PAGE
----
professor of political science at the National University in Bogotá, Colombia. He served as Colombia’s high commissioner for peace from 1995 to 1998. García-Peña is also the founder of the organization Planeta Paz, or Planet Peace, dedicated to building grassroots participation in the Colombian peace process.
professor of communications at Hofstra University. He is the author of Colombia and the United States: War, Unrest, and Destabilization.
One of the world’s longest conflicts appears to be nearing an end after more than 50 years of fighting. Today, Colombian government officials and FARC rebels are gathering in Havana, Cuba, to announce a historic ceasefire nearly four years in the making.The breakthrough deal reportedly includes terms on an armistice, the handing over of weapons, and the security of insurgents who give up their arms. The conflict in Colombia began in 1964 and has claimed some 220,000 lives. More than 5 million people are estimated to have been displaced. Later today, President Juan Manuel Santos and FARC commander Timoleón Jiménez—known as Timochenko—will formally announce the terms of the ceasefire at a ceremony in Havana. We speak to Colombia’s former High Commissioner for Peace Daniel García-Peña and author Mario Murillo.
AMY GOODMAN: One of the world’s longest conflicts appears to be nearing an end after more than 50 years of fighting. Today, Colombian government officials and FARC rebels are gathering in Havana, Cuba, to announce a historic ceasefire nearly four years in the making. Colombian government spokeswoman Marcela Duran outlined the agreement.
MARCELA DURAN: [translated] The national government and FARC delegations inform the public that we have successfully agreed to a definitive and bilateral ceasefire and the laying down of arms, security guarantees, and to fight against organized crime units responsible for homicides and massacres, or those which attack human rights defenders, social or political movements, including organized crime units that have been denominated as successors of the paramilitary and its support networks, and the persecution of criminal conduct which threatens the implementation of agreements and peace building.
AMY GOODMAN: Later today, Colombian President Juan Manuel Santos and FARC commander Timoleón Jiménez—known as Timochenko—will formally announce the terms of the ceasefire at a ceremony in Havana. The conflict in Colombia began in '64, has claimed some 220,000 lives. More than 5 million people are estimated to have been displaced. The ceasefire must now be approved in a referendum in Colombia, where it's likely to face staunch opposition from right-wing sectors of Colombian society, led by the former Colombian president, Álvaro Uribe. If the ceasefire is approved and implemented, it would bring an end to Latin America’s longest armed conflict.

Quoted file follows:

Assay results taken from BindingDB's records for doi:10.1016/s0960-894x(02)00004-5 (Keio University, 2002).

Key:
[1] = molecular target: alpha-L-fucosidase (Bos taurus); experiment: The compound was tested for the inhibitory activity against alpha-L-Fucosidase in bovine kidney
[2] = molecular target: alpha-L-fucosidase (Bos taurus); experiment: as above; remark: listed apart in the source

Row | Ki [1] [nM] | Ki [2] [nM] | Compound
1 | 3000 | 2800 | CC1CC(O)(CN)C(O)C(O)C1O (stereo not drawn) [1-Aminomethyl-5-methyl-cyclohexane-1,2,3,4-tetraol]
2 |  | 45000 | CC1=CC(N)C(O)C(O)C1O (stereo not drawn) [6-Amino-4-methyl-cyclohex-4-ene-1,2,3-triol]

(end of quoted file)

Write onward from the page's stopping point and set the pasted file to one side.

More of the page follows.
For more, we’re going directly to Bogotá to speak with Daniel García-Peña. He served as Colombia’s high commissioner for peace from '95 to ’98. He's also the founder of the organization Planeta Paz, or Planet Peace, dedicated to building grassroots participation in the Colombian peace process. Here in New York, we’re joined by Mario Murillo, the professor of media at the Department of Radio, Television, Film at Hofstra University, co-director of the Center for Civic Engagement.
Daniel García-Peña, let’s begin with you in Bogotá. The significance of what’s happening today in Havana, Cuba?
DANIEL GARCÍA-PEÑA: Well, this is a huge step, historic, really. As you mentioned, the FARC is the oldest and the largest guerrilla movement in Colombia. There’s been a lot of skepticism as to their willingness to actually lay down their arms. But the announcement that we are expecting today, the terms, the specific terms of how that will take place, will end one of the biggest controversies and will really begin a process of implementation of the agreement that is of major importance.
AMY GOODMAN: And, Mario Murillo, your response to what we’re seeing today?
MARIO MURILLO: Well, I mean, you’d have to be really cynical not to recognize the importance or significance, as our guest Daniel García-Peña just pointed out. It’s an incredible moment in Colombian history, given the long-standing nature of this conflict. And it is indeed the beginning of the end of the military conflict between the government and the FARC rebels. It is not necessarily the end of the war, and that’s one thing that we have to be very cautious about, because it’s going to be a long process of implementation and of also securing the many different points of the agenda, which is—it was almost a four-year process that took place. They were discussing a whole set of issues that are clearly not going to be resolved overnight, and that people have to remain really vigilant to make sure that they are indeed followed up on.
AMY GOODMAN: Well, as Colombia’s former high commissioner for peace, Daniel García-Peña, can you lay out what the components of this agreement are that you understand that’s going to be signed today?
DANIEL GARCÍA-PEÑA: Well, there’s several parts. There’s actually four parts. The first has to do with the definitive and bilateral ceasefire that establishes, basically, an end to all actions both on the side of the government and on the side of the FARC, not only direct confrontation, but all activities that have been linked to the war—attacks on the civilian population and so forth.
Secondly has to do with guarantees for the—those that will soon be ex-combatants, to guarantee that we do not repeat what happened in the 1980s and ’90s with the Unión Patriótica, a political movement that was established in previous peace talks, that were systematically eliminated, were assassinated, and that led the FARC to be very skeptical as to their future. But the government has agreed to very specific measures to guarantee the safety of the guerrilla leaders in the future.